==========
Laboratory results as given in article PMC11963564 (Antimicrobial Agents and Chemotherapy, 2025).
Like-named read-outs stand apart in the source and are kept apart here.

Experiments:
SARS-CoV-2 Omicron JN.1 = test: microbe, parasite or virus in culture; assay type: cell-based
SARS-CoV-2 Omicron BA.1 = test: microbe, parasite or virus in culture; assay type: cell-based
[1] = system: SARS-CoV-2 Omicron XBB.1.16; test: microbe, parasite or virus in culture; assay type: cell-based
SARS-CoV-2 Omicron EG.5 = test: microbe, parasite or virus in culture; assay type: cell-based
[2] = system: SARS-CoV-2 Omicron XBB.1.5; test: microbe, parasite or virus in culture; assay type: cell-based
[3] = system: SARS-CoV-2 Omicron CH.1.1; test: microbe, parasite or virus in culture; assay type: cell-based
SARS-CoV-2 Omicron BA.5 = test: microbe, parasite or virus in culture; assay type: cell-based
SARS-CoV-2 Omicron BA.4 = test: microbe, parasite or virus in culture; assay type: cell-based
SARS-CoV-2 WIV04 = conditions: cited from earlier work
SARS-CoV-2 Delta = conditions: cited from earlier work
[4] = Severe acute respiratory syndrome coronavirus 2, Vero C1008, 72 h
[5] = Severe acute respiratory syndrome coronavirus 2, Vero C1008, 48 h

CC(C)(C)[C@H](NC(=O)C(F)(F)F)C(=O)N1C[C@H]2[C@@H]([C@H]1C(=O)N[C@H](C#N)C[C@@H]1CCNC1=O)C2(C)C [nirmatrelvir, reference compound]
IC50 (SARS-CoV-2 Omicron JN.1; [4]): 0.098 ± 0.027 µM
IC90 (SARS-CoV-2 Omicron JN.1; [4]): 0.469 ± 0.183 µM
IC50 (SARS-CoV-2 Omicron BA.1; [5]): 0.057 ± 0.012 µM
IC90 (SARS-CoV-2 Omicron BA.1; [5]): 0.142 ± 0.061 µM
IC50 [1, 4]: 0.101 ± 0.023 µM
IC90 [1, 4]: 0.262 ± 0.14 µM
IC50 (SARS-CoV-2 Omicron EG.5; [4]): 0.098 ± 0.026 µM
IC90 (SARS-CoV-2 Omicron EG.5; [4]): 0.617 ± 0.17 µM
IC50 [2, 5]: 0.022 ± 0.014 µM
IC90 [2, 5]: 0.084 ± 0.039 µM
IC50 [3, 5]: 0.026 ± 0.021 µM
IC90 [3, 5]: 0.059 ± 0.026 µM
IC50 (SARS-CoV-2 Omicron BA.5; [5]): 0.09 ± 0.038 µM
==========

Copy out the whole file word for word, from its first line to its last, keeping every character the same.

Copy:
Laboratory results as given in article PMC11963564 (Antimicrobial Agents and Chemotherapy, 2025).
Like-named read-outs stand apart in the source and are kept apart here.

Experiments:
SARS-CoV-2 Omicron JN.1 = test: microbe, parasite or virus in culture; assay type: cell-based
SARS-CoV-2 Omicron BA.1 = test: microbe, parasite or virus in culture; assay type: cell-based
[1] = system: SARS-CoV-2 Omicron XBB.1.16; test: microbe, parasite or virus in culture; assay type: cell-based
SARS-CoV-2 Omicron EG.5 = test: microbe, parasite or virus in culture; assay type: cell-based
[2] = system: SARS-CoV-2 Omicron XBB.1.5; test: microbe, parasite or virus in culture; assay type: cell-based
[3] = system: SARS-CoV-2 Omicron CH.1.1; test: microbe, parasite or virus in culture; assay type: cell-based
SARS-CoV-2 Omicron BA.5 = test: microbe, parasite or virus in culture; assay type: cell-based
SARS-CoV-2 Omicron BA.4 = test: microbe, parasite or virus in culture; assay type: cell-based
SARS-CoV-2 WIV04 = conditions: cited from earlier work
SARS-CoV-2 Delta = conditions: cited from earlier work
[4] = Severe acute respiratory syndrome coronavirus 2, Vero C1008, 72 h
[5] = Severe acute respiratory syndrome coronavirus 2, Vero C1008, 48 h

CC(C)(C)[C@H](NC(=O)C(F)(F)F)C(=O)N1C[C@H]2[C@@H]([C@H]1C(=O)N[C@H](C#N)C[C@@H]1CCNC1=O)C2(C)C [nirmatrelvir, reference compound]
IC50 (SARS-CoV-2 Omicron JN.1; [4]): 0.098 ± 0.027 µM
IC90 (SARS-CoV-2 Omicron JN.1; [4]): 0.469 ± 0.183 µM
IC50 (SARS-CoV-2 Omicron BA.1; [5]): 0.057 ± 0.012 µM
IC90 (SARS-CoV-2 Omicron BA.1; [5]): 0.142 ± 0.061 µM
IC50 [1, 4]: 0.101 ± 0.023 µM
IC90 [1, 4]: 0.262 ± 0.14 µM
IC50 (SARS-CoV-2 Omicron EG.5; [4]): 0.098 ± 0.026 µM
IC90 (SARS-CoV-2 Omicron EG.5; [4]): 0.617 ± 0.17 µM
IC50 [2, 5]: 0.022 ± 0.014 µM
IC90 [2, 5]: 0.084 ± 0.039 µM
IC50 [3, 5]: 0.026 ± 0.021 µM
IC90 [3, 5]: 0.059 ± 0.026 µM
IC50 (SARS-CoV-2 Omicron BA.5; [5]): 0.09 ± 0.038 µM